Sometimes, people in an acute phase of the illness may need to be admitted to hospital under the Mental Health Act for their own, or other people’s, safety. People with schizophrenia are not usually dangerous to other people; they are more at risk of harm from others, or themselves.

Many people who are at risk of relapse carry Crisis Cards or have written up Advance Directives stating how they would like to be treated and what they do and do not find helpful. Mental health professionals do not have to follow these instructions, but it is considered good practice to take the person’s wishes into account.

Getting help

If you, or someone you care for, are experiencing the symptoms of schizophrenia you may wish to contact your GP who can prescribe drug treatments and refer you for psychiatric help. You may also be referred to social services and the local community mental health team who can support you at home.

If you need urgent support or you feel like harming or hurting yourself or anyone else, call 999 or go to the nearest hospital accident and emergency department.

If your need is less urgent, you can contact the NHS Direct helpline on 111, which is open 24 hours a day, 365 days a year. They can also provide information about your nearest A&E and other support services.

A major health inequality is that people with a diagnosis of schizophrenia die, on average, 20 years younger than the general population – this is unacceptable. Poor physical health can arise as a side effect of anti-psychotic medication – for example through weight gain and increased risk of developing diabetes. Poor physical health can also result because of a failure to monitor risk factors. We want GPs to carry out regular health checks for all people with severe mental health problems.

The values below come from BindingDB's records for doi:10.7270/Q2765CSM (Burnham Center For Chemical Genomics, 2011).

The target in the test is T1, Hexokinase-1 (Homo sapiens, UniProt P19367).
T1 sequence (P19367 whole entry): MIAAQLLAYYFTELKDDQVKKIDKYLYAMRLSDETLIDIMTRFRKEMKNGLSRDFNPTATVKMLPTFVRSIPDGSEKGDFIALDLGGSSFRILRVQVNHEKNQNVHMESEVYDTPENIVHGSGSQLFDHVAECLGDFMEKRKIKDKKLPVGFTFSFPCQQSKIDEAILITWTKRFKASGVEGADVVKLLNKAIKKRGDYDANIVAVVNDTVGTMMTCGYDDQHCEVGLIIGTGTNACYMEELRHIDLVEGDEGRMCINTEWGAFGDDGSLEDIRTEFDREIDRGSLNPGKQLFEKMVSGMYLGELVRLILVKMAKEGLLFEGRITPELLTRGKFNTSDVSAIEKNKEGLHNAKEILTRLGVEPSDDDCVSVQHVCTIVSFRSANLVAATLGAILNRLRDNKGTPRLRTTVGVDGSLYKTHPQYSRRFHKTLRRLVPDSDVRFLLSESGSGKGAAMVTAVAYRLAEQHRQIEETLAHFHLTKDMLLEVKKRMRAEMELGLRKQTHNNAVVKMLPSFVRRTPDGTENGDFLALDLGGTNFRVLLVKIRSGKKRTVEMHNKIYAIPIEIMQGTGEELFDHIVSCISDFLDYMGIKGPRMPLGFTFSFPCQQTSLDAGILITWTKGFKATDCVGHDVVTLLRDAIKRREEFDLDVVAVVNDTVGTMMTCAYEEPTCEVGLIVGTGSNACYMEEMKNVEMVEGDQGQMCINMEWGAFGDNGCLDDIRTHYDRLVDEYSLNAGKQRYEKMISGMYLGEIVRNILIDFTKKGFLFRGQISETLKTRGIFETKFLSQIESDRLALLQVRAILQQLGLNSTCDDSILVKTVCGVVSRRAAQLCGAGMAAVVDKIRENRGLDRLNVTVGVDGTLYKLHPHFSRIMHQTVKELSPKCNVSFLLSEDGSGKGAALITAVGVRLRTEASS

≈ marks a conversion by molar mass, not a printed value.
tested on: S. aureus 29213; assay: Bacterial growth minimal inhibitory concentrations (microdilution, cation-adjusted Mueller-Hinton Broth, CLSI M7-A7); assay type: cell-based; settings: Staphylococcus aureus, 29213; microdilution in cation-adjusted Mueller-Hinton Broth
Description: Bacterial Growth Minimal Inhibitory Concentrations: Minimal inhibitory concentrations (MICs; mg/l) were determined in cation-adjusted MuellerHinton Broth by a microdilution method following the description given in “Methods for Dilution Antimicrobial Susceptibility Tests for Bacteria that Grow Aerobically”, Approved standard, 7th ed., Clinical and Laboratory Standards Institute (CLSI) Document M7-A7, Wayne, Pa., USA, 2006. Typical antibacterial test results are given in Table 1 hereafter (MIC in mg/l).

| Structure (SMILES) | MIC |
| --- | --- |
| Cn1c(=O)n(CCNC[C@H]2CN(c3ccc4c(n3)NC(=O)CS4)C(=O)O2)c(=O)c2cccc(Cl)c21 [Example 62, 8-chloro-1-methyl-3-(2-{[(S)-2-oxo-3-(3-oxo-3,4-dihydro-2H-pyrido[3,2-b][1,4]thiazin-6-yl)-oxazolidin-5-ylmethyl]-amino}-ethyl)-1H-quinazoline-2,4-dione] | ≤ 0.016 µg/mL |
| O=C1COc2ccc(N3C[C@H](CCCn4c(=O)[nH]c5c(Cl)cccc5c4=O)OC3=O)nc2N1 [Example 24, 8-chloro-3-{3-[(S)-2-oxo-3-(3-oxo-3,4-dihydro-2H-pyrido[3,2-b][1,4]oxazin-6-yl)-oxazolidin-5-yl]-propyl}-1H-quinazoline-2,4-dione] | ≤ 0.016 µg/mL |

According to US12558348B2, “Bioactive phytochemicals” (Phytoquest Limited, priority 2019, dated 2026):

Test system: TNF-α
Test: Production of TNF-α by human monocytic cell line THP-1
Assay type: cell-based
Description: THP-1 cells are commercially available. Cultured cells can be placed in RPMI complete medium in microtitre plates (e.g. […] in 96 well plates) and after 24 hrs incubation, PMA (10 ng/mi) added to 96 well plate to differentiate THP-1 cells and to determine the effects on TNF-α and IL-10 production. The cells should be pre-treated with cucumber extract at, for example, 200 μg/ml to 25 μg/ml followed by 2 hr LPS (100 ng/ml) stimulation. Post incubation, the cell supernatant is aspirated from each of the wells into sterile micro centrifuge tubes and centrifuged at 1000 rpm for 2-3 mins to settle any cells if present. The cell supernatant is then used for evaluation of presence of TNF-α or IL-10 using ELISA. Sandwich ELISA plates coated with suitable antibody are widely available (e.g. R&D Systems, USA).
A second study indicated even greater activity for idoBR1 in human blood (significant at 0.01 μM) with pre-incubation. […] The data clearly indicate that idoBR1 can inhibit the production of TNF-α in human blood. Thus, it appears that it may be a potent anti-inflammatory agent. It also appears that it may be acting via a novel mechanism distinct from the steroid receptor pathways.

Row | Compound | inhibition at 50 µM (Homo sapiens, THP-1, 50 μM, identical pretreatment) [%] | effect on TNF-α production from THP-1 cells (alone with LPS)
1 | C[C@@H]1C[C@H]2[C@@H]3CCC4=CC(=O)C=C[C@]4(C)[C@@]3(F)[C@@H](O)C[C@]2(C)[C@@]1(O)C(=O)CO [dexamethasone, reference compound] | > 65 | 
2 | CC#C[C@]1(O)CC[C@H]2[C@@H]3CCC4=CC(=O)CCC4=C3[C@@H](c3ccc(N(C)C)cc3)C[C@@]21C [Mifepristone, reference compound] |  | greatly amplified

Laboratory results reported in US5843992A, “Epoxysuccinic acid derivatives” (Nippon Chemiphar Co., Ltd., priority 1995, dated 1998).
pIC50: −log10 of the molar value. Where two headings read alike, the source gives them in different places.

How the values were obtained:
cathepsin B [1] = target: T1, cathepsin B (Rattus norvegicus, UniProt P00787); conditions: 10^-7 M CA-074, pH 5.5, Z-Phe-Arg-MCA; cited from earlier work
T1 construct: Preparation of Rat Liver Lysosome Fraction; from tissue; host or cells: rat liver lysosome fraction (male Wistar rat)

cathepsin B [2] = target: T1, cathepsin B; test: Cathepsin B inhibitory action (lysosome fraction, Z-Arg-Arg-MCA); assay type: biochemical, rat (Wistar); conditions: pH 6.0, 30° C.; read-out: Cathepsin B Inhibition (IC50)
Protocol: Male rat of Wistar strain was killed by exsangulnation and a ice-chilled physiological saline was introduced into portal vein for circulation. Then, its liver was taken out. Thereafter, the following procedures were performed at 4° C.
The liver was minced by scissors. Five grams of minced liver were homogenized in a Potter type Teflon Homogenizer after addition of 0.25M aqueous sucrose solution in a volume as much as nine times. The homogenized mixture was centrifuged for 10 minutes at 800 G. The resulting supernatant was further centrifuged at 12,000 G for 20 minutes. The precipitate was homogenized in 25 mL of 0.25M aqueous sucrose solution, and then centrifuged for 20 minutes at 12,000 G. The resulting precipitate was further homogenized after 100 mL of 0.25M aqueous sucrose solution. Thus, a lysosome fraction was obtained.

Self-management of schizophrenia

Through self-management, many service users gain confidence, skills and knowledge to better manage their mental health and gain more control of their lives at a time when they may feel they have lost control. The Foundation is developing, delivering and evaluating a range of self-management interventions for people with severe psychiatric diagnoses in Wales including schizophrenia.

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Sodium Valproate Chrono 300MG

Epilim Chrono is basically Sodium valproate. This medicine comes in 500 mg, 300 mg and 200 mg. Its is widely used mood stabilizer. Epilim Chrono contains Sodium valproate which stabilizes electrical activity in human brain. Epilim Chrono is used to treat:

  • Epilepsy 
  • Panic attack
  • Anxiety disorder 
  • Posttraumatic Stress Disorder

Epilim Chrono should not be used by women during pregnancy as it can cause birth defects.

Epilim Chrono Weight Gain Tablets

Epilim Chrono tablet’s major side effect is weight gain. That why some people try to use it as a weight gain tablet. betterhealthfacts.com strongly suggest you to use these tablets only after consulting a doctor.

Epilim Chrono Side Effects

Epilim Chrono is known for its side effects from past few years. Some of its common side effects are
Tiredness
Sedation
Gastrointestinal Disturbances
Tremor